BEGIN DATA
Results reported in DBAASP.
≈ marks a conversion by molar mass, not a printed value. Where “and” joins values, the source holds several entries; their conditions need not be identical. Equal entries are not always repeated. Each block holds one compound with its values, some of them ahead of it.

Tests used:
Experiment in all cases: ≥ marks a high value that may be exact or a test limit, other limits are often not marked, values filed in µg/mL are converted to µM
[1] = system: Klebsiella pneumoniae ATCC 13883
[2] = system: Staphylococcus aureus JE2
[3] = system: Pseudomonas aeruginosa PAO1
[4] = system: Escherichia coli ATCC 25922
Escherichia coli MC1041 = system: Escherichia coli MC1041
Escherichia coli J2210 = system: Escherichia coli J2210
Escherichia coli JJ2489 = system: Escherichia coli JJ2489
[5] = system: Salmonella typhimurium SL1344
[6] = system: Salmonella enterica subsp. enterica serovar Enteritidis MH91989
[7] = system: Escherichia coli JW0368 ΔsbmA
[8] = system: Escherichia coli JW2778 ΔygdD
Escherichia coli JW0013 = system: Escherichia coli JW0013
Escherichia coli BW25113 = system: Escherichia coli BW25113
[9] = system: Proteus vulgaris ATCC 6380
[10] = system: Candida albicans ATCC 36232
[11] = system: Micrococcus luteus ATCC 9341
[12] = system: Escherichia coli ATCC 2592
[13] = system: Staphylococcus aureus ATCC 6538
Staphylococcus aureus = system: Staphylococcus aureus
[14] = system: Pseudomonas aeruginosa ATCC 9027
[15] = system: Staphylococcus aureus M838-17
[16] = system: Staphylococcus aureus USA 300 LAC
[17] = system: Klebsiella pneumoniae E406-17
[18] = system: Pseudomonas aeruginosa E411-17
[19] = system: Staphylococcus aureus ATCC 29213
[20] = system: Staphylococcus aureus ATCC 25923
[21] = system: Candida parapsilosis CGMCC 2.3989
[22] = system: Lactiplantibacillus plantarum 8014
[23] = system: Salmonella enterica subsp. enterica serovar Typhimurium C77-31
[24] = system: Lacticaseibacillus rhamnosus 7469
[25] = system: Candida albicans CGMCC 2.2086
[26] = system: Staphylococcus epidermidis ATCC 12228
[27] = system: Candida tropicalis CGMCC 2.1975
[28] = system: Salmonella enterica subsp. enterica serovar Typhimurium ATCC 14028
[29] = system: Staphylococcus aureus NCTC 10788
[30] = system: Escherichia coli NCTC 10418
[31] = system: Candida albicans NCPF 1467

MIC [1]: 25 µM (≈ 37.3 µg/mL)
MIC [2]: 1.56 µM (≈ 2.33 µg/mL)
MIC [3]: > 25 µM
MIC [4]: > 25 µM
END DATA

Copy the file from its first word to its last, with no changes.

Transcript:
Results reported in DBAASP.
≈ marks a conversion by molar mass, not a printed value. Where “and” joins values, the source holds several entries; their conditions need not be identical. Equal entries are not always repeated. Each block holds one compound with its values, some of them ahead of it.

Tests used:
Experiment in all cases: ≥ marks a high value that may be exact or a test limit, other limits are often not marked, values filed in µg/mL are converted to µM
[1] = system: Klebsiella pneumoniae ATCC 13883
[2] = system: Staphylococcus aureus JE2
[3] = system: Pseudomonas aeruginosa PAO1
[4] = system: Escherichia coli ATCC 25922
Escherichia coli MC1041 = system: Escherichia coli MC1041
Escherichia coli J2210 = system: Escherichia coli J2210
Escherichia coli JJ2489 = system: Escherichia coli JJ2489
[5] = system: Salmonella typhimurium SL1344
[6] = system: Salmonella enterica subsp. enterica serovar Enteritidis MH91989
[7] = system: Escherichia coli JW0368 ΔsbmA
[8] = system: Escherichia coli JW2778 ΔygdD
Escherichia coli JW0013 = system: Escherichia coli JW0013
Escherichia coli BW25113 = system: Escherichia coli BW25113
[9] = system: Proteus vulgaris ATCC 6380
[10] = system: Candida albicans ATCC 36232
[11] = system: Micrococcus luteus ATCC 9341
[12] = system: Escherichia coli ATCC 2592
[13] = system: Staphylococcus aureus ATCC 6538
Staphylococcus aureus = system: Staphylococcus aureus
[14] = system: Pseudomonas aeruginosa ATCC 9027
[15] = system: Staphylococcus aureus M838-17
[16] = system: Staphylococcus aureus USA 300 LAC
[17] = system: Klebsiella pneumoniae E406-17
[18] = system: Pseudomonas aeruginosa E411-17
[19] = system: Staphylococcus aureus ATCC 29213
[20] = system: Staphylococcus aureus ATCC 25923
[21] = system: Candida parapsilosis CGMCC 2.3989
[22] = system: Lactiplantibacillus plantarum 8014
[23] = system: Salmonella enterica subsp. enterica serovar Typhimurium C77-31
[24] = system: Lacticaseibacillus rhamnosus 7469
[25] = system: Candida albicans CGMCC 2.2086
[26] = system: Staphylococcus epidermidis ATCC 12228
[27] = system: Candida tropicalis CGMCC 2.1975
[28] = system: Salmonella enterica subsp. enterica serovar Typhimurium ATCC 14028
[29] = system: Staphylococcus aureus NCTC 10788
[30] = system: Escherichia coli NCTC 10418
[31] = system: Candida albicans NCPF 1467

MIC [1]: 25 µM (≈ 37.3 µg/mL)
MIC [2]: 1.56 µM (≈ 2.33 µg/mL)
MIC [3]: > 25 µM
MIC [4]: > 25 µM